Backpacker returns to help tribal women turn cultural traditions into cash
When Gili Navon first met the Mising tribe, she had no idea it would change their lives forever.
In 2007, an Israeli named Gili Navon spent a year backpacking in India, studying Sanscrit and practicing yoga. Her travels took her to Majuli, a remote island in northeast India where she planned to explore the rural culture. Though she didn’t speak the local language, she formed a bond with many members of the Mising tribe, in particular with the women.
The Mising typically live in elevated bamboo shacks. The region attracts little tourism and the people occupy the lowest ranks in the caste system, struggling along on subsistence farming. But heavy erosion in the past 50 years has caused the island to lose more than half of its land.
After returning home to Israel, Navon continued to be enthralled with the culture of the Mising and stayed close with those she met. She enrolled in a master’s degree program at Hebrew University in Jerusalem studying community development. As part of the program, she returned to Majuli to do a four-month internship, during which she organized a weaving cooperative made up of 24 tribal women. The goal of the cooperative was to help them use their cultural traditions in order to generate income.
The weaving cooperative was a success. Now known as the Rengam Women Weavers Cooperative, it is made up of around 100 women from 20 villages and is a part the Amar Majuli nonprofit group.
The nonprofit organization Amar Majuli grew out of a local weaving cooperative founded by Israeli Gili Navon. (Photo: /Amar Majuli)
In 2013, Navon teamed up with her Hebrew University advisor Shaked Avizedek to launch Amar Majuli, which means “our” Majuli, in partnership with local women and youth. The group aims to enhance the independence and mobility of its members through programs like the bike bank – a “lease to own” plan by which women can gradually buy their own bicycle paying a few cents each time they use it.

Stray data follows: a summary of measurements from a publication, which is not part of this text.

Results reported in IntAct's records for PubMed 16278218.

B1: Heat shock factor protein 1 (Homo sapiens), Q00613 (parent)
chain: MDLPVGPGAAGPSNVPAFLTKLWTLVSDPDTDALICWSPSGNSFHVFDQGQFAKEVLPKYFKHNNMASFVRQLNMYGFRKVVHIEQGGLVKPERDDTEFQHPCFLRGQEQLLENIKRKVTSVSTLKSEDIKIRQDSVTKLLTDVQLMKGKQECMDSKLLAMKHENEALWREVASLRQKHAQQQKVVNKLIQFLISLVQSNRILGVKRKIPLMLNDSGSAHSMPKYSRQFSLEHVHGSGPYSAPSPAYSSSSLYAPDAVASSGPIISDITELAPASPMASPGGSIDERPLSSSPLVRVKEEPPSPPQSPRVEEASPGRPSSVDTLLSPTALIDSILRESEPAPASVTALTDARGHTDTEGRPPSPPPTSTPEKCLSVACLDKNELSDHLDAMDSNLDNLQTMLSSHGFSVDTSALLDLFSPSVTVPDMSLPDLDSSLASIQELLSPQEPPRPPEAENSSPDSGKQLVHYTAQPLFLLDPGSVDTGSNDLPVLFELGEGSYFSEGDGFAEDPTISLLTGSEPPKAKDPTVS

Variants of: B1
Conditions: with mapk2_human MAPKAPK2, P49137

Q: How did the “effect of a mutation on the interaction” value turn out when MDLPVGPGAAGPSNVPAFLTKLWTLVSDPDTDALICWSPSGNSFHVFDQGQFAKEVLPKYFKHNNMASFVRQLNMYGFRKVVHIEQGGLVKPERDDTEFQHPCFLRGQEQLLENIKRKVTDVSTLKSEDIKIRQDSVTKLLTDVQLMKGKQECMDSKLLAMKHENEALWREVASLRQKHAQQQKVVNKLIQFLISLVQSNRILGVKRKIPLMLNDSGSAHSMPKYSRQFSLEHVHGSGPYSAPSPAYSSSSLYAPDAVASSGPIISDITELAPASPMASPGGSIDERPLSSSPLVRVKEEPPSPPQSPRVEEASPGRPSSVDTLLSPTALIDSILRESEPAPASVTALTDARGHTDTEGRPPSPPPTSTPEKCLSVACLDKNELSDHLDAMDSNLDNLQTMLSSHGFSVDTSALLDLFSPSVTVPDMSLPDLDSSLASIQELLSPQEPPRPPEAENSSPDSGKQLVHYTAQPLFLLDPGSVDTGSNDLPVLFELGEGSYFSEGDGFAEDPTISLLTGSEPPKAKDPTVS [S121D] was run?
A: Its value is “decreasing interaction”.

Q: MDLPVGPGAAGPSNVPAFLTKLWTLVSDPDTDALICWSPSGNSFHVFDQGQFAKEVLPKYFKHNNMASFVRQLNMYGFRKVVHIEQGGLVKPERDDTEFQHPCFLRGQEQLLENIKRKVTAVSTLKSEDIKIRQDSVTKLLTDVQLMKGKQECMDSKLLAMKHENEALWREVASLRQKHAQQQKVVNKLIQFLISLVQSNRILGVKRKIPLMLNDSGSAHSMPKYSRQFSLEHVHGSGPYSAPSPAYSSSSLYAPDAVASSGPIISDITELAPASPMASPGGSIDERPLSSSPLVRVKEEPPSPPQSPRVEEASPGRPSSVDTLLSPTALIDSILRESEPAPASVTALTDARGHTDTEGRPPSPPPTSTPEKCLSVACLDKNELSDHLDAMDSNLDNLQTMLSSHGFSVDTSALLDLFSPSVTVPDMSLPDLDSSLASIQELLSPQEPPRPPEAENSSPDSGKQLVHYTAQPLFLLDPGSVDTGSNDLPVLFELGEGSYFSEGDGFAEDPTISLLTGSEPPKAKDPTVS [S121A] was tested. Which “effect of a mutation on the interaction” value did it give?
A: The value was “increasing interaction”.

“We are mostly working for the empowerment of Mising women. We have built two kitchen gardens in the houses of two widows at Sumoimari in Majuli. In another house, we built a bamboo shaft and constructed a portion of the wall, where a plastic sheet was covering one side,” she told a local paper.
The Rengam Women Weavers Cooperative is made up of about 100 women who draw on the local culture of weaving to generate an income. (Photo: Amar Majuli)
Amar Majuli projects also include a sustainable agriculture program, provide tools for men and women that will help them to increase production using environmentally friendly farming techniques, hold a series of pop-up medical clinics during monsoon season when roads are blocked and drinking water is in short supply, and offer professional assistance in fundraising, marketing and planning.
Navon spends much of her time looking for volunteers and raising money, primarily through crowdfunding, their Facebook page and from several donations from “generous people in Israel.” With additional support, she hopes to establish a community agricultural settlement, in which the profits of collective farming are used toward the development of the community. “We would like to try something like this on the island and our next step is to put up a community farm on a much larger area of land,” she said.
Gili Navon in Majuli with members of the Weavers Cooperative. (Photo: Amar Majuli)
While Navon will continue to be involved, more and more of the leadership of Amar Majuli will be transferred to the local board. They are currently seeking new staff members to help with accounting, women’s leadership and organic agriculture. The group has also been incorporated into another Israeli nonprofit, which aims to help people in developing countries through long-term volunteer projects.
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Related Topics: Humanitarian